Objective: Children will investigate how different insects eat by experimenting with tools that are similar to insects’ mouths.‹ Return to Theme
Note: This activity uses non-food items to avoid food-related concerns in some classrooms. This lesson will be completed in two parts; Part 1 is with the whole group, and Part 2 is in small groups. Place the empty juice container behind a cup filled with colored water, the cereal box behind a bowl of aquarium gravel, and the applesauce container behind a bowl of glue (paste or paint) prior to the start of the lesson. Refill as needed.
1. Display the pictures of the insects’ mouths. Explain the different insect mouths and the different ways insects draw food into their mouths (see Did You Know?).
2. Display the various tools (tweezers, straws, sponges) and discuss how the tools are similar to the insects’ mouths. Match each tool to each type of insect mouth (see Did You Know?).
3. Divide the children into small groups, and tell them they will each get a turn to use the tools.
4. Distribute 1 bowl, tweezers, a straw, and a sponge to each child.
5. Tell them to pretend the bowl is the insect’s stomach and they will use tools to fill the insect’s stomach.
6. Explain that the colored water is thin like juice, aquarium gravel is chunky like cereal, and the glue (paste/paint) is thick like applesauce.
7. Demonstrate using the straw by placing it in water and putting your finger over the opposite end of the straw, and then release the water onto a paper towel.
8. Allow the children to try using tweezers, sponges, and straws to move the materials into their insect’s stomach (bowl).
9. Discuss which instruments worked best for the different materials. Have children explain the difficulties they encountered picking up the materials with the various instruments.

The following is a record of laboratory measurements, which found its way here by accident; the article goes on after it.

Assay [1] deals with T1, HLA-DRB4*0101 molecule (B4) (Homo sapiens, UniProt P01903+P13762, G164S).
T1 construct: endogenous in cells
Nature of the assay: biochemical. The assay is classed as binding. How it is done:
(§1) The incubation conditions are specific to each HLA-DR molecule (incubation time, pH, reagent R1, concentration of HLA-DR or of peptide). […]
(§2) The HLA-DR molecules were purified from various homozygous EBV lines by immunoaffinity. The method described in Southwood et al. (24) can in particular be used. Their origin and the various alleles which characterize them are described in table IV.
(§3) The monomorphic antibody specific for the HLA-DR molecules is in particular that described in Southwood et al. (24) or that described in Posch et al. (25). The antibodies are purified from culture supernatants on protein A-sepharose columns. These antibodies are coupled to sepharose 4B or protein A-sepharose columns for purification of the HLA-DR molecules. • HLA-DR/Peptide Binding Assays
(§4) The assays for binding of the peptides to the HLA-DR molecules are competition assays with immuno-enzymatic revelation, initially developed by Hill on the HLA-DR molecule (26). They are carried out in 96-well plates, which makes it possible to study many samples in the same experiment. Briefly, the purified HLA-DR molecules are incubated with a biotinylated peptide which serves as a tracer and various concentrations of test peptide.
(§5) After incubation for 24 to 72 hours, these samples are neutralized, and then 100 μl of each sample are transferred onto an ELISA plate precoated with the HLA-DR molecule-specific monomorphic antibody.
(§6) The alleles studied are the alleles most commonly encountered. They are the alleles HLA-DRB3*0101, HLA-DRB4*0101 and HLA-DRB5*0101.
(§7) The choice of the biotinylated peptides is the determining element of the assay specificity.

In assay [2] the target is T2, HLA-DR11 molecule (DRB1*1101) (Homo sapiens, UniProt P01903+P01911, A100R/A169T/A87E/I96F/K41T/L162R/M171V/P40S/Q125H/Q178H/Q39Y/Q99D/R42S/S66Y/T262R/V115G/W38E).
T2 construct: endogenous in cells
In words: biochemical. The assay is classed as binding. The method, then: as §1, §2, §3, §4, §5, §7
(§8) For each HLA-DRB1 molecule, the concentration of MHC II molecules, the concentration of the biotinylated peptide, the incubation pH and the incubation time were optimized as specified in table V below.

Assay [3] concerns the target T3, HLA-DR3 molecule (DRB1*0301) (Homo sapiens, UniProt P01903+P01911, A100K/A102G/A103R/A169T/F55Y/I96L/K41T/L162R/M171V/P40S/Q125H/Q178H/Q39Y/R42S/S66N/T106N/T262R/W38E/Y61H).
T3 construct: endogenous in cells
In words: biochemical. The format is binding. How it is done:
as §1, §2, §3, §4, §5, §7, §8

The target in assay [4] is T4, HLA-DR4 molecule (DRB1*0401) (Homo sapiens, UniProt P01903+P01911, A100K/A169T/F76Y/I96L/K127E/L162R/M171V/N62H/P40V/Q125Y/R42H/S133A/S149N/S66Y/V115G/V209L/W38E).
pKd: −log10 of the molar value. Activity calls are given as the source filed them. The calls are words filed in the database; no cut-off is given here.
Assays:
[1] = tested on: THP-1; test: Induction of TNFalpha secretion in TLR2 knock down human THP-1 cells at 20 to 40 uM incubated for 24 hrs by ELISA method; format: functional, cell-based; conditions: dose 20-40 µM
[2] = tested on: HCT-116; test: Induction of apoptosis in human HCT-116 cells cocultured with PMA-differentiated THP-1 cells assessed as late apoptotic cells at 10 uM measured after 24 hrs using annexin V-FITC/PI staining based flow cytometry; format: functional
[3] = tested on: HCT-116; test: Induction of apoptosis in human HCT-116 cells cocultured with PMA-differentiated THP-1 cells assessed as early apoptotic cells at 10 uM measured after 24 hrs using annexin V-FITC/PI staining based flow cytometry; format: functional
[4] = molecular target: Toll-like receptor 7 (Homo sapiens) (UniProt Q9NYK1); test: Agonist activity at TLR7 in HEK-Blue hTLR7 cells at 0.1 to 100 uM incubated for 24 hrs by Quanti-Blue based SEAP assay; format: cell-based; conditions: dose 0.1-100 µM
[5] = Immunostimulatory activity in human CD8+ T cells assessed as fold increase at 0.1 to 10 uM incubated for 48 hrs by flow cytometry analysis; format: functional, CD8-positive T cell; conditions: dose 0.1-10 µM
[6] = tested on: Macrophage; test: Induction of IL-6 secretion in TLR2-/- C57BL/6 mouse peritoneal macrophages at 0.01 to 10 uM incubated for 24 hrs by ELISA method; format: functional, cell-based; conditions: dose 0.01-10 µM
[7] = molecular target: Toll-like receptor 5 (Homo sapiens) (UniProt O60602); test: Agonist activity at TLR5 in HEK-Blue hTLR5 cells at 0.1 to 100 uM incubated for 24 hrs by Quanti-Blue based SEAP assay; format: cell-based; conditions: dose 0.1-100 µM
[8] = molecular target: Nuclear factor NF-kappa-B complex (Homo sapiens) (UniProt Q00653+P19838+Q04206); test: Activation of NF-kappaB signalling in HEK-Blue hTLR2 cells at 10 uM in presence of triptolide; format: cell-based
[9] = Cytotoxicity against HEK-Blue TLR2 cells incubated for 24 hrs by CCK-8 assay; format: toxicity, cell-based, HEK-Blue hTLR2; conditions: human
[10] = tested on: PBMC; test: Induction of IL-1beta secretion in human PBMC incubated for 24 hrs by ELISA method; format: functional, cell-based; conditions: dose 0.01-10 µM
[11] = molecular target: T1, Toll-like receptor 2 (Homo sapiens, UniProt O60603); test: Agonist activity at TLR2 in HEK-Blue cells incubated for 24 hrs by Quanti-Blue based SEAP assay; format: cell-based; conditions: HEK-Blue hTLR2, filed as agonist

Insects’ bodies are designed to help them live in their environment. Insects’ mouths are designed specifically to access their favorite foods. Ants and caterpillars have strong jaws, like the tweezers, to grip and chew their food. Butterflies and bees have a proboscis, which is a long tube, like a straw, for sucking up nectar. House flies are insects that draw liquids from food into their mouths like a sponge.
Insects will go almost anywhere to get food. Due to their small size and ability to fly, there is almost nowhere on land they cannot go to get food. All insects eat, but not all insects eat the same types of foods. Some insects eat grass and leaves. Other insects each mushy food like soft, decaying garbage. Still other types of insects eat only liquids. Many insects such as mosquitos, bees, and butterflies siphon their food. Some of the insects who get their food this way pierce it first, like the mosquito.
These lessons are aligned with the Common Core State Standards ("CCSS"). The CCSS provide a consistent, clear understanding of the concepts and skills children are expected to learn and guide teachers to provide their students with opportunities to gain these important skills and foundational knowledge.
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There are currently no Common Core Standards for pre-k, but these lessons are aligned as closely as possible to capture the requirements and meet the goals of Common Core Standards. However, these lessons were neither reviewed or approved by the National Governors Association Center for Best Practices or the Council of Chief State School Officers, which together are the owners and developers of the Common Core State Standards.